And yes. Except for really really simple programs, there is almost no piece of software which doesn’t contain a single mistake.

Thanks. I had this one in my to-read list but lost it. But I don’t think this would help in too general programs.

Unfortunatelly I don’t remember the real example of the issue from the last time I came across this, so this is just an artifficialy created problem to show the point.

The naïve way to define list’s lenght could be like this, which is borrowed from Learn Prolog Now!:

len([_|T],N)  :-  len(T,X), N is  X+1.

It just works, terminates where it should and doesn’t terminate where it shouldn’t and give all the right answers.

Let’s pretend that there is some strange reason, why somebody makes a mistake and write another list/length predicate like this:

len2([_|T],N)  :-  len(T,X),  (N  is  X+1; N is X + 2, N = 10000).

All the standard testing doesn’t reveal the mistake because it works just like len/2 except when it stumbles upon a list of length exactly 9999 elements where there are two possible answers. So this predicate is “successfully” tested and after that used in some complex program, where the mistake reveals one day on completely other part of the program with some strange answer from some other predicate.

Now there are several options what to do when there is a mistake discovered.
I can use trace and most of the time switch from declarative world to just procedural to locate this mistake.
I can use failure-slicing if I think there is some non-termination which shouldn’t be. But this is not the case with this example. It terminates where it should be and it doesn’t where it shouldn’t.
I can use declarative debugging - commenting out some of the goals. But this helps with programs which are too specific by making them more general to help locate the mistake.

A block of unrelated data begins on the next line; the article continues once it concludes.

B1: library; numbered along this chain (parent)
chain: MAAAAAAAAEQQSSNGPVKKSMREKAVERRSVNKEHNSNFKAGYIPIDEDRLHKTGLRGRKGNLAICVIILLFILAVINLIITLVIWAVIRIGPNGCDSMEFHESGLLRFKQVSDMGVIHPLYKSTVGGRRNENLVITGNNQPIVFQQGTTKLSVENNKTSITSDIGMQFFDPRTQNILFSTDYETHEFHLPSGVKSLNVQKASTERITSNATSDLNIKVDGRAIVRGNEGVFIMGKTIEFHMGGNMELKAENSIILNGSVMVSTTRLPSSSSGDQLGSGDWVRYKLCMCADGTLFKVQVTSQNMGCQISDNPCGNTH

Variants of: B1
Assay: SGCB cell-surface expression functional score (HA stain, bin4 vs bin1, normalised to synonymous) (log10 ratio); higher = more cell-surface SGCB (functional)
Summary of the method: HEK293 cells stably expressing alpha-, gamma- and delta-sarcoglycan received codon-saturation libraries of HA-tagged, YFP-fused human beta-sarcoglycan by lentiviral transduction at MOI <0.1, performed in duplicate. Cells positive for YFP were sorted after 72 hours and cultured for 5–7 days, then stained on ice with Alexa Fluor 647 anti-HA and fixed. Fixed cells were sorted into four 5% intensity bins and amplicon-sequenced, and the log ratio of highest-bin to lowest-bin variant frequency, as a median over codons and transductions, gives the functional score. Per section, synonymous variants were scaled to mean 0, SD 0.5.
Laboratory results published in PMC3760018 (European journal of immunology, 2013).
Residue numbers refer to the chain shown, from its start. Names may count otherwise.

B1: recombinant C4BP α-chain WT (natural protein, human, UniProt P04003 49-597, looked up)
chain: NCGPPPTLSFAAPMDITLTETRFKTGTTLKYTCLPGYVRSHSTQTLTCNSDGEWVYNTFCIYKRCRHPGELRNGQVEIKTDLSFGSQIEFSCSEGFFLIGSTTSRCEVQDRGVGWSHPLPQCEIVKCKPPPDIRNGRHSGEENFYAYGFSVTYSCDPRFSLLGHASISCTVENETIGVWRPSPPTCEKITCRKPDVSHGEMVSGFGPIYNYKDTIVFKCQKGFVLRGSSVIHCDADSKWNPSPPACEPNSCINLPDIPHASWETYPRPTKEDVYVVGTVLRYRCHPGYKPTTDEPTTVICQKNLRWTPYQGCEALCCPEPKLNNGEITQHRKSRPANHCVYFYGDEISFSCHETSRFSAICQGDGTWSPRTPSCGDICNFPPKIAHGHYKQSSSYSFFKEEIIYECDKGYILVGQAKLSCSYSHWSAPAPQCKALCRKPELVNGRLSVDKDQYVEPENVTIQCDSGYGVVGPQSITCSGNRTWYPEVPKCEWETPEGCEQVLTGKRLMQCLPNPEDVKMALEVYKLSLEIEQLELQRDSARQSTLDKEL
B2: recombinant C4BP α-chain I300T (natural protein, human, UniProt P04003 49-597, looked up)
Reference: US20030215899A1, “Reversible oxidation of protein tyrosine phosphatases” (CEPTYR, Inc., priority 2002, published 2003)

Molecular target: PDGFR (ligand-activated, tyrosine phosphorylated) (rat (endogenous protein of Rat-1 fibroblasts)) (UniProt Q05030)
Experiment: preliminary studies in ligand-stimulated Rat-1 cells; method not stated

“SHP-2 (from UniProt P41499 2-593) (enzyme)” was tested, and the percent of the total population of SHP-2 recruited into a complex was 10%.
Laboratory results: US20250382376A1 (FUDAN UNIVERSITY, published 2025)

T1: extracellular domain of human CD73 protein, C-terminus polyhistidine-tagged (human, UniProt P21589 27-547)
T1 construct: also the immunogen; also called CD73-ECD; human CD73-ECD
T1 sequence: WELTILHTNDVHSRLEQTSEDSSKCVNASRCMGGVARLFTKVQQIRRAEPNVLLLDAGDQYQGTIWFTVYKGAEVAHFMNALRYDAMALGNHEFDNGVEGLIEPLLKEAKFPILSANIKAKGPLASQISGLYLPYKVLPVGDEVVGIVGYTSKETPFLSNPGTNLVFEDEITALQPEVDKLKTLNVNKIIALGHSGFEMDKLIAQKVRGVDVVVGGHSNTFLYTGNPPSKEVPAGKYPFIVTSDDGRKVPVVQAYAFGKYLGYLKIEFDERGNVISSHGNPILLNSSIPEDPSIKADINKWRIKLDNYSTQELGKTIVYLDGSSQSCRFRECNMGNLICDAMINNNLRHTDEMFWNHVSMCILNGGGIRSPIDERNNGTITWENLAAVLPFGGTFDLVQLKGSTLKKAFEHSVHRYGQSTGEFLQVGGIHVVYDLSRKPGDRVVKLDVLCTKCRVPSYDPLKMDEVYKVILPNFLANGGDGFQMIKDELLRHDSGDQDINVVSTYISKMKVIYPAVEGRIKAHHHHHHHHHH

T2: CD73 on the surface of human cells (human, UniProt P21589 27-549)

But I don’t know what method to use (except of trace) to locate the mistake when the program terminates properly, gives all the right answers so it isn’t too specific, but it gives a little bit more answers than would expected, so it is just too general.

And it is not about this exact example, but about overal methodology in cases like this.

Here is a very loose collection of references related to debugging Prolog code not that it may be of value to your specific problem, it is nice to know for future needs.

Bug hunting toolbox

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There is another method. It is called “reading the code” :slight_smile:

I do it regularly, also at work, and with all the languages. Read the code, cross-check it with the specs, and with all the places where this code is used. (In some code bases I have had to work on, tracing can be absurdly difficult to set up, practically impossible.)

Does something look out of place? If you can figure out what the code is supposed to do, then reading through it should in theory catch most of the thinkos. (Figuring out what the code is supposed to do is non-trivial, sometimes also practically impossible.)

Side note: If you use a technique or a library that is not strictly necessary, this is also “out of place”. For example, if I see X1 #= X0 + 1, I would expect a good reason for it. On the other hand, as long as you are consistent with your mental model of your code, it is not a problem, it is just a style. In other words, as long as you know that using a constraint instead of arithmetic doesn’t have to mean that you are solving constraints, you are all good.

Aaah, the famous RTFM :slight_smile: In the ideal world where you would have an infinite amount of time and you have a years of experiences to just read the code and see the mistake right away, it would be the best way. I would like to live in world like this.

In the real world I’m not so experienced as I wish to be already and just trying to learn constantly as much as I can. But there are always some deadlines where it is needed to solve some problem which I am not experienced enough with and there is nobody else to do it. Sometimes I am stuck with some mistake I did in my own code about which I assumed it was mistakes free.It take a short period of time to locate the mistake in cases when there is an undesirable non-termination or the program is too specific, even in the quite comlex programs. It take me a lot longer when the program is just too general. I always feel like there should be some general method similar to failure-slicing (yes, binary searching the program) to quickly locate mistakes in just too general program, which I don’t know of yet.